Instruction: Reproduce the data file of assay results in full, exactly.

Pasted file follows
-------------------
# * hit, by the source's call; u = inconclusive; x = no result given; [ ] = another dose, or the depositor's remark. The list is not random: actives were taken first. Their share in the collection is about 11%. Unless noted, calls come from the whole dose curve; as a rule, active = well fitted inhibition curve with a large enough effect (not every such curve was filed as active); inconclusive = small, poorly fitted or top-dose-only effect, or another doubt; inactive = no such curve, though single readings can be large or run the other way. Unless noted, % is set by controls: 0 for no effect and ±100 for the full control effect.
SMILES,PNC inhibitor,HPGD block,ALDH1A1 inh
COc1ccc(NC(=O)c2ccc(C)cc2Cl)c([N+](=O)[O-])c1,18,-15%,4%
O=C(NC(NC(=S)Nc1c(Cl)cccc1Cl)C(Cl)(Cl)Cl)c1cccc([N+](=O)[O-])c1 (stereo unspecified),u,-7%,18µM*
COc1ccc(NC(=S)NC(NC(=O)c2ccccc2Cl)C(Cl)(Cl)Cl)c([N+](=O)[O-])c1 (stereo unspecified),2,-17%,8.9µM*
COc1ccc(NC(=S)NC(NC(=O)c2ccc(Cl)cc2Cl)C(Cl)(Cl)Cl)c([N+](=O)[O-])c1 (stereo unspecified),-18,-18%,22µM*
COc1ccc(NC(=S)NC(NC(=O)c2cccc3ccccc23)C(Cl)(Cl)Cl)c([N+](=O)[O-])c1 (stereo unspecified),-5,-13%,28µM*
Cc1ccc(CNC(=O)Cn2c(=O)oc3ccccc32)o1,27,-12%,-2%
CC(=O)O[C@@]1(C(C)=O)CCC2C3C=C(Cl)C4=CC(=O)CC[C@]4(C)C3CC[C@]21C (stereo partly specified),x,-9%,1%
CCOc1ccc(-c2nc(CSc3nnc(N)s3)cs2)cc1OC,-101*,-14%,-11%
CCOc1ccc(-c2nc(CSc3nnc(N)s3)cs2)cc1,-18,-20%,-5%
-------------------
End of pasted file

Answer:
# * hit, by the source's call; u = inconclusive; x = no result given; [ ] = another dose, or the depositor's remark. The list is not random: actives were taken first. Their share in the collection is about 11%. Unless noted, calls come from the whole dose curve; as a rule, active = well fitted inhibition curve with a large enough effect (not every such curve was filed as active); inconclusive = small, poorly fitted or top-dose-only effect, or another doubt; inactive = no such curve, though single readings can be large or run the other way. Unless noted, % is set by controls: 0 for no effect and ±100 for the full control effect.
SMILES,PNC inhibitor,HPGD block,ALDH1A1 inh
COc1ccc(NC(=O)c2ccc(C)cc2Cl)c([N+](=O)[O-])c1,18,-15%,4%
O=C(NC(NC(=S)Nc1c(Cl)cccc1Cl)C(Cl)(Cl)Cl)c1cccc([N+](=O)[O-])c1 (stereo unspecified),u,-7%,18µM*
COc1ccc(NC(=S)NC(NC(=O)c2ccccc2Cl)C(Cl)(Cl)Cl)c([N+](=O)[O-])c1 (stereo unspecified),2,-17%,8.9µM*
COc1ccc(NC(=S)NC(NC(=O)c2ccc(Cl)cc2Cl)C(Cl)(Cl)Cl)c([N+](=O)[O-])c1 (stereo unspecified),-18,-18%,22µM*
COc1ccc(NC(=S)NC(NC(=O)c2cccc3ccccc23)C(Cl)(Cl)Cl)c([N+](=O)[O-])c1 (stereo unspecified),-5,-13%,28µM*
Cc1ccc(CNC(=O)Cn2c(=O)oc3ccccc32)o1,27,-12%,-2%
CC(=O)O[C@@]1(C(C)=O)CCC2C3C=C(Cl)C4=CC(=O)CC[C@]4(C)C3CC[C@]21C (stereo partly specified),x,-9%,1%
CCOc1ccc(-c2nc(CSc3nnc(N)s3)cs2)cc1OC,-101*,-14%,-11%
CCOc1ccc(-c2nc(CSc3nnc(N)s3)cs2)cc1,-18,-20%,-5%